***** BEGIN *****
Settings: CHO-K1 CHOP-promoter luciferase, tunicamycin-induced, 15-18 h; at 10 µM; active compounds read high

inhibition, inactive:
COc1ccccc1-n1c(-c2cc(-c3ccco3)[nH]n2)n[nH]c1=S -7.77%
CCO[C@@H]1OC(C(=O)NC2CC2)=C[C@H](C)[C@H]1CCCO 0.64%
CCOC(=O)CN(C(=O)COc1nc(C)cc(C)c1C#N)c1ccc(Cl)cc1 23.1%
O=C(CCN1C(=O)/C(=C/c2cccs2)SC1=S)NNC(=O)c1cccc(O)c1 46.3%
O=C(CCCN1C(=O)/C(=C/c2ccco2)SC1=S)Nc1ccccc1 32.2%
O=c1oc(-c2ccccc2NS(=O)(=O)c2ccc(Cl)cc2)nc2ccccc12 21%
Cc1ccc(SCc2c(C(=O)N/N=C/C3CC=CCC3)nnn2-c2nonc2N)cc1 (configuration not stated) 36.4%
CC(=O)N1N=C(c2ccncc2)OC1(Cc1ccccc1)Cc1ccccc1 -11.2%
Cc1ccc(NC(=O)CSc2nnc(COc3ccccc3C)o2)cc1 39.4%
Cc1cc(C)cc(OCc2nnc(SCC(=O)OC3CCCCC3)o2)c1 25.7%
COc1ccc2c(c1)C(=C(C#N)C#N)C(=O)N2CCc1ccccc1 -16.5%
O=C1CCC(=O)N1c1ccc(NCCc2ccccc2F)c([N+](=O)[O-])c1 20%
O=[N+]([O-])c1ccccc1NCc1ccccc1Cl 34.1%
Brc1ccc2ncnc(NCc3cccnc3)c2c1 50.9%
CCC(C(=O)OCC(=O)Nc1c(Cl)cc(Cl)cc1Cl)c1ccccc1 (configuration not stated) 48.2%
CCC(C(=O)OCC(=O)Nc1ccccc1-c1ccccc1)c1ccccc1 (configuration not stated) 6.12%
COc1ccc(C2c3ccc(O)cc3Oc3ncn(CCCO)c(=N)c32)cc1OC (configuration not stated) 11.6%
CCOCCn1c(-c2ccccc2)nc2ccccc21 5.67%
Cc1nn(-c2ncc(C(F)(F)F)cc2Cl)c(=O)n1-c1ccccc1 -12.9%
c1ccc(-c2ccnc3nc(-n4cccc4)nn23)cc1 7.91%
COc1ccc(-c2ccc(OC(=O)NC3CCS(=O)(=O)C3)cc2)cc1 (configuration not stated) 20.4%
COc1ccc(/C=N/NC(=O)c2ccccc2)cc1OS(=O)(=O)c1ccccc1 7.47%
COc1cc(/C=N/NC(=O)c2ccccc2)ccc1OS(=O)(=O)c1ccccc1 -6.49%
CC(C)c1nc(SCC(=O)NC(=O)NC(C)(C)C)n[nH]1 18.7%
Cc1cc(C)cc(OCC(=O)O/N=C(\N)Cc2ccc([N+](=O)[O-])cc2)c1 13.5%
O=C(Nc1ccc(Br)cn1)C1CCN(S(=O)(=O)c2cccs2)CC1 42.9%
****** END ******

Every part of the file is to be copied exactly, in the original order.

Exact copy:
Settings: CHO-K1 CHOP-promoter luciferase, tunicamycin-induced, 15-18 h; at 10 µM; active compounds read high

inhibition, inactive:
COc1ccccc1-n1c(-c2cc(-c3ccco3)[nH]n2)n[nH]c1=S -7.77%
CCO[C@@H]1OC(C(=O)NC2CC2)=C[C@H](C)[C@H]1CCCO 0.64%
CCOC(=O)CN(C(=O)COc1nc(C)cc(C)c1C#N)c1ccc(Cl)cc1 23.1%
O=C(CCN1C(=O)/C(=C/c2cccs2)SC1=S)NNC(=O)c1cccc(O)c1 46.3%
O=C(CCCN1C(=O)/C(=C/c2ccco2)SC1=S)Nc1ccccc1 32.2%
O=c1oc(-c2ccccc2NS(=O)(=O)c2ccc(Cl)cc2)nc2ccccc12 21%
Cc1ccc(SCc2c(C(=O)N/N=C/C3CC=CCC3)nnn2-c2nonc2N)cc1 (configuration not stated) 36.4%
CC(=O)N1N=C(c2ccncc2)OC1(Cc1ccccc1)Cc1ccccc1 -11.2%
Cc1ccc(NC(=O)CSc2nnc(COc3ccccc3C)o2)cc1 39.4%
Cc1cc(C)cc(OCc2nnc(SCC(=O)OC3CCCCC3)o2)c1 25.7%
COc1ccc2c(c1)C(=C(C#N)C#N)C(=O)N2CCc1ccccc1 -16.5%
O=C1CCC(=O)N1c1ccc(NCCc2ccccc2F)c([N+](=O)[O-])c1 20%
O=[N+]([O-])c1ccccc1NCc1ccccc1Cl 34.1%
Brc1ccc2ncnc(NCc3cccnc3)c2c1 50.9%
CCC(C(=O)OCC(=O)Nc1c(Cl)cc(Cl)cc1Cl)c1ccccc1 (configuration not stated) 48.2%
CCC(C(=O)OCC(=O)Nc1ccccc1-c1ccccc1)c1ccccc1 (configuration not stated) 6.12%
COc1ccc(C2c3ccc(O)cc3Oc3ncn(CCCO)c(=N)c32)cc1OC (configuration not stated) 11.6%
CCOCCn1c(-c2ccccc2)nc2ccccc21 5.67%
Cc1nn(-c2ncc(C(F)(F)F)cc2Cl)c(=O)n1-c1ccccc1 -12.9%
c1ccc(-c2ccnc3nc(-n4cccc4)nn23)cc1 7.91%
COc1ccc(-c2ccc(OC(=O)NC3CCS(=O)(=O)C3)cc2)cc1 (configuration not stated) 20.4%
COc1ccc(/C=N/NC(=O)c2ccccc2)cc1OS(=O)(=O)c1ccccc1 7.47%
COc1cc(/C=N/NC(=O)c2ccccc2)ccc1OS(=O)(=O)c1ccccc1 -6.49%
CC(C)c1nc(SCC(=O)NC(=O)NC(C)(C)C)n[nH]1 18.7%
Cc1cc(C)cc(OCC(=O)O/N=C(\N)Cc2ccc([N+](=O)[O-])cc2)c1 13.5%
O=C(Nc1ccc(Br)cn1)C1CCN(S(=O)(=O)c2cccs2)CC1 42.9%